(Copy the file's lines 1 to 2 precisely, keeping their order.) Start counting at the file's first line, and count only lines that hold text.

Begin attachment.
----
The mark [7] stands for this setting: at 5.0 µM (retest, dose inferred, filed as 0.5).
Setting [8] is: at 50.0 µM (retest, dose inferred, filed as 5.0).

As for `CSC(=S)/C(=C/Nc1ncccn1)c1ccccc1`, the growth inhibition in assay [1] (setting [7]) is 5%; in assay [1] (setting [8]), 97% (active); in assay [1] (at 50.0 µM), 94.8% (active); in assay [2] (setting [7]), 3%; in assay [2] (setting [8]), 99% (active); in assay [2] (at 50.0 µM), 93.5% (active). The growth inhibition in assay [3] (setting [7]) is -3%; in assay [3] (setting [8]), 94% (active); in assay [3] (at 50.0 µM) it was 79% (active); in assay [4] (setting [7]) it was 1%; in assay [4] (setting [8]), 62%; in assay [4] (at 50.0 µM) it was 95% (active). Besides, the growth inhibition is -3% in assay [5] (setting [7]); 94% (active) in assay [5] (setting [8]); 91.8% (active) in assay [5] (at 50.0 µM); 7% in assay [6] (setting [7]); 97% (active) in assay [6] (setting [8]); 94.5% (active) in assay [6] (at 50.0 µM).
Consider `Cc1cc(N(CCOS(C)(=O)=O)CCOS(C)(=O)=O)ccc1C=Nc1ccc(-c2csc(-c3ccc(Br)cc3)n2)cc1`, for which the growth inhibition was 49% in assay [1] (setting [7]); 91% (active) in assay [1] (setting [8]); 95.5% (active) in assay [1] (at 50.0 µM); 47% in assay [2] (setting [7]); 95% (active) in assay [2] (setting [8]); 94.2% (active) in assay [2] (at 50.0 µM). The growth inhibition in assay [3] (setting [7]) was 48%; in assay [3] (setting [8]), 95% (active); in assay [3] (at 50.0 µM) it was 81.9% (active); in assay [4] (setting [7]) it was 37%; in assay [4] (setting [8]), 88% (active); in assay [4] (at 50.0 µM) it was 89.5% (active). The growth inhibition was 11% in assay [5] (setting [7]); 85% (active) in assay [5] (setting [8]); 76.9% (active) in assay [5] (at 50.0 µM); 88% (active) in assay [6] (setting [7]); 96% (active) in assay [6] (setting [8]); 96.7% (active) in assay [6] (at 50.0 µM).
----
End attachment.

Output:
The mark [7] stands for this setting: at 5.0 µM (retest, dose inferred, filed as 0.5).
Setting [8] is: at 50.0 µM (retest, dose inferred, filed as 5.0).